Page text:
Sunday Schedule

services are at 8:30 and 11 a.m.

On special occasions, the service schedule may vary. This is rare and will be listed in the Current Events section below the image grid of the front page.

sunday school is from 9:45 - 10:45 a.m., main campus

Visit the Children's Ministries, youth's The Grid, and adult's Academy of Discipleship pages for details about classes. Immanuel Sunday School is at 9 a.m. On days when only one service is held, Sunday school is at 9:30 a.m.

Locations

Main campus

6935 Columbia Pike, Annandale, VA 22003
Call us at 703-256-8330 or email office@annandale-umc.org.
Fax 703-914-8896.
Office hours are weekdays, 8:30 a.m. to 4:30 p.m.

AUMC Mission center

7901 Heritage Drive, Annandale, VA 22003


Annandale United Methodist has a rich heritage spanning more than 170 years.

In 1846 William Garges deeded a portion of his farm to the trustees of the Annandale Methodist Episcopal Church for the erection of a place of worship.  The small frame building that was constructed served the congregation until the Civil War when it was taken over by the Union Army for use as a hospital.  It was burned, along with the rest of the village, when the army withdrew from the area.

Capt. Ambrose Cock, a trustee, opened his home for worship services until a new building was completed in 1870 on land he had donated.  This is now known as the Little White Church (pictured above).

As the only church in the village, it was a focal point for community activities.  The first public school classes in Annandale were held in its basement.  The graveyard is older than the church - the oldest stone is dated 1828.

In 1907 a vestibule, belfry and pulpit extension were added.  In 1908 the Ladies' Aid raised money for a bell to hang in the steeple.  It also served as the only fire alarm in Annandale until 1923.

In 1912 the building that now houses the ACCA warehouse was erected.  It was a community meeting place.  When Troop 150, the first Boy Scout Troop in Fairfax County, was organized, in 1928, it met there.  In the 1930's and 40's it was used for Sunday School classes.

For many years, Annandale was part of a four point circuit.  In 1942, it became a station charge, having its own minister, the Rev. J. Wesley Inge.

In 1946 a brick building was erected on the hill on land given by Mr. and Mrs. Vernon Lynch.  The area was growing rapidly with many young families.  This was reflected in a thriving Sunday School that filled every corner with classes for children, youth and adults.  In response to this pressure a larger sanctuary and more classrooms were built in 1955.  A Weekday Preschool was established in 1961 and a Mother's Day Out program (now ELP) in 1965.  Both of these programs still provide an enriching experience for young children.

In 1965 the office wing was built.  Church membership peaked in 1968 at 2815.  Three services were held each Sunday morning.  Music was always an important part of worship and the first full time music director, Louise Miller, was hired in 1985.

From the early days, the women of the church, under various titles, have been organized for support of the local church and of missions on a global scale. The United Methodist Women continue this tradition.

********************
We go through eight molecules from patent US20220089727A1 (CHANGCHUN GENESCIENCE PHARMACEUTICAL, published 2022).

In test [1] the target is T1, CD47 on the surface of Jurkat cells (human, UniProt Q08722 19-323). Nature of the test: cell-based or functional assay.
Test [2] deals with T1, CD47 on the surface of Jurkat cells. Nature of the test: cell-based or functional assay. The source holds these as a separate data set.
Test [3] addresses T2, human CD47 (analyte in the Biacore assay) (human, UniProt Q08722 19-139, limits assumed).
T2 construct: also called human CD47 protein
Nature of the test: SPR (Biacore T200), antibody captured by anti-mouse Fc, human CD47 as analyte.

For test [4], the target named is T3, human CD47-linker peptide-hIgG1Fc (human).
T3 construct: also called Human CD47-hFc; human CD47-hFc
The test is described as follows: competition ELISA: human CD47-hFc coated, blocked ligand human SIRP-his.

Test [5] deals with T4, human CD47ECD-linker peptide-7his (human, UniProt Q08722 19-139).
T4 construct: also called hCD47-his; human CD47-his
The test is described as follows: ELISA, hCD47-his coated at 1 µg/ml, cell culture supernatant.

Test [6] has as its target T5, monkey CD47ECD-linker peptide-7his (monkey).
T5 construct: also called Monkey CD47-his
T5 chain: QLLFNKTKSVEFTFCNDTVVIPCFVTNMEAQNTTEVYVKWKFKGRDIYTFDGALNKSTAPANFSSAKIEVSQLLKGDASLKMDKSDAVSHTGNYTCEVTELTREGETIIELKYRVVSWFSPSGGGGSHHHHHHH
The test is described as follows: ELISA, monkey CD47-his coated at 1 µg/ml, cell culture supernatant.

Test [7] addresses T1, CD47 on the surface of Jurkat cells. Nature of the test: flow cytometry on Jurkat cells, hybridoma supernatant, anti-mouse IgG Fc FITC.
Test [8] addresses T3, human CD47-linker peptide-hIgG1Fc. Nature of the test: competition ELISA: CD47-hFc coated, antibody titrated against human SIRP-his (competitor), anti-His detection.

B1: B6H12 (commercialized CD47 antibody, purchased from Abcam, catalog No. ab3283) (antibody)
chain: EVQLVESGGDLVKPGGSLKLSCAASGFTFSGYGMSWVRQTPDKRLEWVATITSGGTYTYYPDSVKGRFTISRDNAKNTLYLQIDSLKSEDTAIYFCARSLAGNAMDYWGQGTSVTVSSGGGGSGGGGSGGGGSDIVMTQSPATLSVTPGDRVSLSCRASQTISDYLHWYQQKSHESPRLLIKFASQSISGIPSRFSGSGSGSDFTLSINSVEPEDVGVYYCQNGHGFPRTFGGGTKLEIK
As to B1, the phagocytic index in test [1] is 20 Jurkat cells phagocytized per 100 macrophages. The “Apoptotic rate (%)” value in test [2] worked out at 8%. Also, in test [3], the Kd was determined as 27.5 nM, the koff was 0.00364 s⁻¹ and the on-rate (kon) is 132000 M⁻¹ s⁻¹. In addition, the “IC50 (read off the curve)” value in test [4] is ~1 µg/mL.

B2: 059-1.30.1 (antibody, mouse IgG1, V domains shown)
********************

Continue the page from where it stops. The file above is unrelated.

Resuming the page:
The first men's fellowship, organized in the 1940's, preceded any of the service clubs in Annandale.  For both groups, forming friendships and growing as Christians add to the joy of service.

Sunday morning classes and other activities provide children, youth, and young adults with the opportunities for spiritual growth, fellowship and service.

A Baptist congregation joined the Annandale community in 1942 thus ending the Methodist monopoly in the area.  Today churches of numerous denominations are located in Annandale.  Twenty-five of them have banded together in the Annandale Christian Community for Action (ACCA) to meet needs of low income families with such services as day care, emergency food and transportation.  AUMC was one of the eight founding churches in 1968 and continues as a strong supporter.

Easter, 1996, was celebrated in the newest and largest sanctuary. This was the culmination of a project begun in February 1989.  An expanded music department and an all-day care facility for young children were included to meet the needs of a changing community. Click here to learn more about the stained glass windows of the new sanctuary.

2009 saw a major renovation to the existing facilities with such things as new windows and carpeting throughout the building and a redecorated fellowship hall.

In July 2012, Annandale United Methodist Church merged with Immanuel United Methodist Church, now known as our Heritage Drive campus. Leaders from both congregations worked for nearly a year before the merger to bring it to fruition. The two churches shared three pastors who took turns leading services at each church for the next year. The final AUMC service at the Heritage Drive campus took place on November 24, 2013. Both congregations are now fully united at the main campus services on Columbia Pike.

The Heritage Drive campus is now known as the AUMC Mission Center, and hosts a variety of mission activities including a weekly food distribution program.

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The above photograph is of the Little White Church and was taken on June 6, 2013. The thumbnail photo shows children retracing the labyrinth in the main campus courtyard so that people could walk it and meditate during Lent.